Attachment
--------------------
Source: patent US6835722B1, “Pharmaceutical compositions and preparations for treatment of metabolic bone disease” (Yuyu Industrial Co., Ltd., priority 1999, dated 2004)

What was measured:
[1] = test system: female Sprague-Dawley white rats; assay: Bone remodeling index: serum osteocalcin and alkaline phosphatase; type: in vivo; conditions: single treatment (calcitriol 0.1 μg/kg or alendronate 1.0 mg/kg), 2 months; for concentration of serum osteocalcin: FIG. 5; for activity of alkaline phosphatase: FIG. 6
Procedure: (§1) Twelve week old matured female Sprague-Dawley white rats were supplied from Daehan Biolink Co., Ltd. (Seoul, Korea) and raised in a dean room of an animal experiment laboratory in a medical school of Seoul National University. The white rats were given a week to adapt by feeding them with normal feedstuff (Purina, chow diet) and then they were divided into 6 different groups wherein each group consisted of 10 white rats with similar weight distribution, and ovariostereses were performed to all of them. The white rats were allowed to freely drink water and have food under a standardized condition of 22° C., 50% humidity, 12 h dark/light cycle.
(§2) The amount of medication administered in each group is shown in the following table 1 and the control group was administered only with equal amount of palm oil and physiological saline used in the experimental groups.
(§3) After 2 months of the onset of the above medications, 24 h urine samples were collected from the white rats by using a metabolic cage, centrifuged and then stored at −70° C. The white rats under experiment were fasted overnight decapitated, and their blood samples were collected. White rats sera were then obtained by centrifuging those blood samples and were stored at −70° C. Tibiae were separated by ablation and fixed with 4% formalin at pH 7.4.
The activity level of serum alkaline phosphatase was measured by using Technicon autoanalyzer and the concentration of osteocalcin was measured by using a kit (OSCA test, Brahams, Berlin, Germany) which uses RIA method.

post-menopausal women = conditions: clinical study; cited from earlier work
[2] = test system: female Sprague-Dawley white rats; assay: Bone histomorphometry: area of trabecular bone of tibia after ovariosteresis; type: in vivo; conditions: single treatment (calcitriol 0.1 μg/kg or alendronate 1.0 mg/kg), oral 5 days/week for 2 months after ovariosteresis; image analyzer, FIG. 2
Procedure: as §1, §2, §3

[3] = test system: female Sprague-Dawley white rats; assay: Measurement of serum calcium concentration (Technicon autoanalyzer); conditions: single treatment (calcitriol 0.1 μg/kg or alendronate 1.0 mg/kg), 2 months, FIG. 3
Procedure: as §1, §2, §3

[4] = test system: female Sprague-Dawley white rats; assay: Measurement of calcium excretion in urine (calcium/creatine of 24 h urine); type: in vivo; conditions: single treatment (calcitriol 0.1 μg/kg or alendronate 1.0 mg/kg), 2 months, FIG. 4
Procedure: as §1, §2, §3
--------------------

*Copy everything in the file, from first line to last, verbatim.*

Source: patent US6835722B1, “Pharmaceutical compositions and preparations for treatment of metabolic bone disease” (Yuyu Industrial Co., Ltd., priority 1999, dated 2004)

What was measured:
[1] = test system: female Sprague-Dawley white rats; assay: Bone remodeling index: serum osteocalcin and alkaline phosphatase; type: in vivo; conditions: single treatment (calcitriol 0.1 μg/kg or alendronate 1.0 mg/kg), 2 months; for concentration of serum osteocalcin: FIG. 5; for activity of alkaline phosphatase: FIG. 6
Procedure: (§1) Twelve week old matured female Sprague-Dawley white rats were supplied from Daehan Biolink Co., Ltd. (Seoul, Korea) and raised in a dean room of an animal experiment laboratory in a medical school of Seoul National University. The white rats were given a week to adapt by feeding them with normal feedstuff (Purina, chow diet) and then they were divided into 6 different groups wherein each group consisted of 10 white rats with similar weight distribution, and ovariostereses were performed to all of them. The white rats were allowed to freely drink water and have food under a standardized condition of 22° C., 50% humidity, 12 h dark/light cycle.
(§2) The amount of medication administered in each group is shown in the following table 1 and the control group was administered only with equal amount of palm oil and physiological saline used in the experimental groups.
(§3) After 2 months of the onset of the above medications, 24 h urine samples were collected from the white rats by using a metabolic cage, centrifuged and then stored at −70° C. The white rats under experiment were fasted overnight decapitated, and their blood samples were collected. White rats sera were then obtained by centrifuging those blood samples and were stored at −70° C. Tibiae were separated by ablation and fixed with 4% formalin at pH 7.4.
The activity level of serum alkaline phosphatase was measured by using Technicon autoanalyzer and the concentration of osteocalcin was measured by using a kit (OSCA test, Brahams, Berlin, Germany) which uses RIA method.

post-menopausal women = conditions: clinical study; cited from earlier work
[2] = test system: female Sprague-Dawley white rats; assay: Bone histomorphometry: area of trabecular bone of tibia after ovariosteresis; type: in vivo; conditions: single treatment (calcitriol 0.1 μg/kg or alendronate 1.0 mg/kg), oral 5 days/week for 2 months after ovariosteresis; image analyzer, FIG. 2
Procedure: as §1, §2, §3

[3] = test system: female Sprague-Dawley white rats; assay: Measurement of serum calcium concentration (Technicon autoanalyzer); conditions: single treatment (calcitriol 0.1 μg/kg or alendronate 1.0 mg/kg), 2 months, FIG. 3
Procedure: as §1, §2, §3

[4] = test system: female Sprague-Dawley white rats; assay: Measurement of calcium excretion in urine (calcium/creatine of 24 h urine); type: in vivo; conditions: single treatment (calcitriol 0.1 μg/kg or alendronate 1.0 mg/kg), 2 months, FIG. 4
Procedure: as §1, §2, §3